Sabila is one of the oldest known herbal medicine that can be traced back in ancient Egypt. Sabila plant was depicted on stone carvings and in Eber's papyrus in 16th Century BCE, found in burial grounds of deceased pharoahs..
Sabila was historically used to heal wounds and treat various skin conditions, Aloe was also taken orally as a laxative. Nowadays, aloe extract is still popularly used as a home remedy for skin problems such as psoriasis, burns, sunburns, insect bites and others. Sabila can be found in many skin products such as lotions, gels and sunblocks. Other folkloric uses include treatment of arthritis, asthma, diabetes, epilepsy and osteoarthritis.
Sabila is a herb that grows in warm climates and is widely distributed in Philippines, India, and Africa. Sabila is widely used as traditional herbal medicine in China, Japan, Russia, South Africa, the United States, Jamaica, Latin America and India. Sabila is frequently cited as being used in herbal medicine for its anti-inflammatory, regenerative, anti-bacterial and anti-fungal and healing properties.
Sabila is a herb that grows up to 35 cm in height with green leaves. Sabila leaves are about 6 cm wide that grows up tapering with spiny margins. Sabila flower grows erect from the herb to as much as twice the height of the plant. Sabila flowers are yellow to red yellow in color that grows to about 2cm.
Sabila is traditionally used to treat the following skin conditions
Sabila juice or the fleshy leaf is applied directly to the affected skin, providing relief and believed to improve healing.
Fresh Sabila juice or sap are massaged to the affected scalp and let it stay for a few minutes before washing.
Sabila has several active constituents and most of them have therapeutic implications for disease prevention and treatment through the modulation of various biological and genetic activities. The possible mechanisms of actions of Sabila are described as follows:
A study that isolated di(2)-ethylhexyl)phthalate (DEHP) from Sabila found that Sabila exhibited growth inhibition against three leukemic cell lines and reduced AF-2-induced mutagenicity. DEHP was considered the active principle responsible for the anti-leukemic and anti-mutagenic effects in vitro.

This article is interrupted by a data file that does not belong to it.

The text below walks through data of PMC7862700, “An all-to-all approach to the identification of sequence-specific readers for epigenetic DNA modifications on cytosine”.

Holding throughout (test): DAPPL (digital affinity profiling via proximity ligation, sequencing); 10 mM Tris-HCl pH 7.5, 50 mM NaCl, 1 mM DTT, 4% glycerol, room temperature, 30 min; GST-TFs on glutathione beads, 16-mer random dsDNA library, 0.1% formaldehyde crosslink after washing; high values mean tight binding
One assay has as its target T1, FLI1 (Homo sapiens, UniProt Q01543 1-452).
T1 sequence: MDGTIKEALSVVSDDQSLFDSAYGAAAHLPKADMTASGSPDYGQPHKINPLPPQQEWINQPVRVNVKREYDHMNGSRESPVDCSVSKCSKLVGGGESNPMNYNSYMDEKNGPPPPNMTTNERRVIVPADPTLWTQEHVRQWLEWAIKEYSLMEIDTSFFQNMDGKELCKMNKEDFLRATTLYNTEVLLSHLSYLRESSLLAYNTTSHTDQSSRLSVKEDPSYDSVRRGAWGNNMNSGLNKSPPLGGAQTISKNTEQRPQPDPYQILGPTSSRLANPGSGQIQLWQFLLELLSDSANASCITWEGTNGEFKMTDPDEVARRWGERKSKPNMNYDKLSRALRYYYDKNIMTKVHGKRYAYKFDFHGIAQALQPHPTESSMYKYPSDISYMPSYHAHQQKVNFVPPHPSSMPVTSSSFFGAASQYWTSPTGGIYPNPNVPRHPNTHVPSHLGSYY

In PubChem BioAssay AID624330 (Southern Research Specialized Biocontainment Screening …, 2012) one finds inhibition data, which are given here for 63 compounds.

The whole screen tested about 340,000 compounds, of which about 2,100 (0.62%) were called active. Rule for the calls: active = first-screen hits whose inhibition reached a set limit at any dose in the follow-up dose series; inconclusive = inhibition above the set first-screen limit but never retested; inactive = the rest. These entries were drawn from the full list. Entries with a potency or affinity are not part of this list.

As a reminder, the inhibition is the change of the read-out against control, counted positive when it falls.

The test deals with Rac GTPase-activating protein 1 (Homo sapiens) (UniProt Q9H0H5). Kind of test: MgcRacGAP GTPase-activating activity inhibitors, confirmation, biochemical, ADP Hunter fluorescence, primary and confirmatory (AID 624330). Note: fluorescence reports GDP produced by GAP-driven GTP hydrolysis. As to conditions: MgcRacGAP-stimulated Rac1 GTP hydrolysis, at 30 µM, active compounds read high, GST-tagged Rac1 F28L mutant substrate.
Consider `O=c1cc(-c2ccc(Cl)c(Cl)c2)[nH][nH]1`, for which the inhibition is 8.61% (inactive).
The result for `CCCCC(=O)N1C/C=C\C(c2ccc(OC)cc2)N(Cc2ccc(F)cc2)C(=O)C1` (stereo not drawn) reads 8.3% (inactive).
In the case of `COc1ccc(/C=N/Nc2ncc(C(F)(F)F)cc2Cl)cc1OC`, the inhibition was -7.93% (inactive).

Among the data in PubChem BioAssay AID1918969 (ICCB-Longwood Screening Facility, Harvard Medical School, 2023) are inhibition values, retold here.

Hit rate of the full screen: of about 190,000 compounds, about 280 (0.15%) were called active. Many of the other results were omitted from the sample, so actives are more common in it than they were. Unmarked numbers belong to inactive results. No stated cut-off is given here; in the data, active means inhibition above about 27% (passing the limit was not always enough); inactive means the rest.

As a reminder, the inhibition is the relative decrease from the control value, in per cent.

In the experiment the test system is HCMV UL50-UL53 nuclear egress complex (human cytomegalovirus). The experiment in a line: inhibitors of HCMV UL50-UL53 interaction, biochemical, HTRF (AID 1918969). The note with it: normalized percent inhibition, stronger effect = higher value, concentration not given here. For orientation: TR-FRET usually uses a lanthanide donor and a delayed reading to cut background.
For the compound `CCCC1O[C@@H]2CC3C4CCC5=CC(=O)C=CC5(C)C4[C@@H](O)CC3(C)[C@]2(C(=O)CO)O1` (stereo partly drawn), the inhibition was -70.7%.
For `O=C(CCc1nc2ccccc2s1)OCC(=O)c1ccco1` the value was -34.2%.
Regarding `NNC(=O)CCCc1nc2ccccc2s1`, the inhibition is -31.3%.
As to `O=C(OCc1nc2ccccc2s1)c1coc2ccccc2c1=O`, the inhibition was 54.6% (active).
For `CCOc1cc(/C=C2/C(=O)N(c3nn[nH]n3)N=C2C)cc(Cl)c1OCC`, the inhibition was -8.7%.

Extracts of Sabila Linne have been found to exhibit cytotoxicity against human tumour cell lines.
Study isolated a major carbohydrate fraction from the gell of Aloe vera leaf. It has been claimed to accelerate wound healing, immune stimulation and have anti-cancer and anti-viral effects. Study showed acemannan an extract found from Aloe vera stimulate cytokine production, nitric oxide release. The production of cytokines IL-6 and TNF-alpha were acemannan dose-dependent. The results suggest acemannan may function, in part, through macrophage activation.
Studies suggest that acemannan, a polysaccharide extracted from Aloe vera gel, could affect bone formation. Acemannan could function as a bioactive molecule inducing bone formation by stimulating BMSCs proliferation, differentiation into osteoblasts, and extracellular matrix synthesis. Acemannan extracted from Aloe vera could be a candidate for natural biomaterial for bone regeneration.
Study showed percentage of both objective tumor regressions and disease control was significantly higher in patients concomitantly treated with Aloe than with chemotherapy alone. Study suggest Aloe may be beneficial to use with chemotherapy to increase efficacy in terms of both tumore regression and survival time.
Study showed antigenotoxic potentials of aloe and suggests a potential use in prevention of DNA damage caused by chemical agents.
Study characterized a new immunostimulatory polysaccharide, Aloeride, from commercial Sabila juice
Sabila leaves contain a clear gel that is often used as a topical ointment.
The green part of the Aloe leaf that surrounds the gel can be used to produce a juice or a dried substance (called latex) that is taken by mouth.
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Article last reviewed: 09.30.2016